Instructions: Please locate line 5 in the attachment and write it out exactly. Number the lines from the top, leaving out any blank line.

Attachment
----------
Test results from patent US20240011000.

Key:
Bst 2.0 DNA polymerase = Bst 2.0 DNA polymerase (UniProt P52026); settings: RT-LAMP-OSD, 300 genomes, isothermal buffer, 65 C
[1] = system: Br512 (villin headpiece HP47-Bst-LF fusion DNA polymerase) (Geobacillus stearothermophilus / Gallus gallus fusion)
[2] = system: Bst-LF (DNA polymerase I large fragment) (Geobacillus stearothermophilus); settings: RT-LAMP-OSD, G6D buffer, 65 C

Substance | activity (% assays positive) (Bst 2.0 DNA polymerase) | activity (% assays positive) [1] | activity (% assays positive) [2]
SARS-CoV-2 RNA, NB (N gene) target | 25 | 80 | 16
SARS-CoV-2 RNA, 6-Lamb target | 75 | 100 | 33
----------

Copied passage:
[2] = system: Bst-LF (DNA polymerase I large fragment) (Geobacillus stearothermophilus); settings: RT-LAMP-OSD, G6D buffer, 65 C